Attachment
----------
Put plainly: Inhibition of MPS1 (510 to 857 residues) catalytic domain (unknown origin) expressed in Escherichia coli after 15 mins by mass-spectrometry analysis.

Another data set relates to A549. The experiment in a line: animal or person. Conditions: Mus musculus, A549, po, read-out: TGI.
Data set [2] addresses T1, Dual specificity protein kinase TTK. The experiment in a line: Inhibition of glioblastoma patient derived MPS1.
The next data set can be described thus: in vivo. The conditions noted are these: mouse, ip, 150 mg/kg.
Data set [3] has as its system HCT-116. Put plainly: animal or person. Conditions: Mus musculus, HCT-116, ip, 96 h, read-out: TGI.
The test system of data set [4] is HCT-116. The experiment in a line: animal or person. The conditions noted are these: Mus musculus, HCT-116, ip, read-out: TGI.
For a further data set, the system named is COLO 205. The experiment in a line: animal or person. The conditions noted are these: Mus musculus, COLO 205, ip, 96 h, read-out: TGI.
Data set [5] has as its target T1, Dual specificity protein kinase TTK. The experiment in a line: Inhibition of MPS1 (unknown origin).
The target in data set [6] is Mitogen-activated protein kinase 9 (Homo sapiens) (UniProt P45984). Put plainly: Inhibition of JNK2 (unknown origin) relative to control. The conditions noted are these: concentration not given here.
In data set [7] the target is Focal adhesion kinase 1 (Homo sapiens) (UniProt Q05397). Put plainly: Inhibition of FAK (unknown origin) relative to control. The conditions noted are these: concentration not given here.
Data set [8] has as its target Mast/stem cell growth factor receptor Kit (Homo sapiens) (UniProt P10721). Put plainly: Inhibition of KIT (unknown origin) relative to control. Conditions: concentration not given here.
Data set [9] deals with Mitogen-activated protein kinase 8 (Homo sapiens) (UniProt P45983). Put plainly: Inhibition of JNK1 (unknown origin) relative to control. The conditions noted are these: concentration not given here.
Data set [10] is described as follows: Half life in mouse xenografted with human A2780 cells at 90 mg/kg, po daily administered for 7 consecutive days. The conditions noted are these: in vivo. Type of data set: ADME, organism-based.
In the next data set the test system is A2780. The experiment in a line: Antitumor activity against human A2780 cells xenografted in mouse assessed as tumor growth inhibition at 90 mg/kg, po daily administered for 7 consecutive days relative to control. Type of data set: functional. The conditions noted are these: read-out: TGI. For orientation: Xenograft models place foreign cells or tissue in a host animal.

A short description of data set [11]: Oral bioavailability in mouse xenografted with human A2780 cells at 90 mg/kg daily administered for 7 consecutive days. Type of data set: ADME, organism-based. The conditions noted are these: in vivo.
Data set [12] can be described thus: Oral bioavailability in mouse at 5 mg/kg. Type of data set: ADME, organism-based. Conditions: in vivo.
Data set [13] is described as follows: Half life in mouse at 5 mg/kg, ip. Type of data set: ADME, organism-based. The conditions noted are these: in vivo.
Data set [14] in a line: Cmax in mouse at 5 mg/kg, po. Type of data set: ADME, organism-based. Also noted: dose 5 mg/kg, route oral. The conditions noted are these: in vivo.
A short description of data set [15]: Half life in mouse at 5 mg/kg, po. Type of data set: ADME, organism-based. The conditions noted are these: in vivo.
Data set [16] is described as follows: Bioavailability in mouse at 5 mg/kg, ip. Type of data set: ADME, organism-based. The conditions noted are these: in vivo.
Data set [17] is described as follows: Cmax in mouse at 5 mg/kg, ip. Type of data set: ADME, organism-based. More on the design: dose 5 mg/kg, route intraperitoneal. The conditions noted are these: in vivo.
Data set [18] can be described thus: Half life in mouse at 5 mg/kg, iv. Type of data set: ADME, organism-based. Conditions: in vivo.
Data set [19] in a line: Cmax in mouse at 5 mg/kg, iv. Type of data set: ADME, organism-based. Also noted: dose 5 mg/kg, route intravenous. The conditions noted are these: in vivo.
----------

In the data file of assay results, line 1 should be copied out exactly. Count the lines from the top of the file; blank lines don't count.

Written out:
Put plainly: Inhibition of MPS1 (510 to 857 residues) catalytic domain (unknown origin) expressed in Escherichia coli after 15 mins by mass-spectrometry analysis.